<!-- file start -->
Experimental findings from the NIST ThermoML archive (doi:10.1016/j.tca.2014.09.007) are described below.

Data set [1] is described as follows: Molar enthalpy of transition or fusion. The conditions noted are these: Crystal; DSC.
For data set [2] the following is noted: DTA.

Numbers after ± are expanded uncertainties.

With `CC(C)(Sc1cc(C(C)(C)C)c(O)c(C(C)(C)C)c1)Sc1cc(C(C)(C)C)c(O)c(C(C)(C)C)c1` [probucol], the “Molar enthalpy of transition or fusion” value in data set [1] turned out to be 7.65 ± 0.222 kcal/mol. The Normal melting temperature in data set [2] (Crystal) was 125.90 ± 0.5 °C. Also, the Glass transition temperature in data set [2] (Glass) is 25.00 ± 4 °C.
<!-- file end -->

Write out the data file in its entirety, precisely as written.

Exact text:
Experimental findings from the NIST ThermoML archive (doi:10.1016/j.tca.2014.09.007) are described below.

Data set [1] is described as follows: Molar enthalpy of transition or fusion. The conditions noted are these: Crystal; DSC.
For data set [2] the following is noted: DTA.

Numbers after ± are expanded uncertainties.

With `CC(C)(Sc1cc(C(C)(C)C)c(O)c(C(C)(C)C)c1)Sc1cc(C(C)(C)C)c(O)c(C(C)(C)C)c1` [probucol], the “Molar enthalpy of transition or fusion” value in data set [1] turned out to be 7.65 ± 0.222 kcal/mol. The Normal melting temperature in data set [2] (Crystal) was 125.90 ± 0.5 °C. Also, the Glass transition temperature in data set [2] (Glass) is 25.00 ± 4 °C.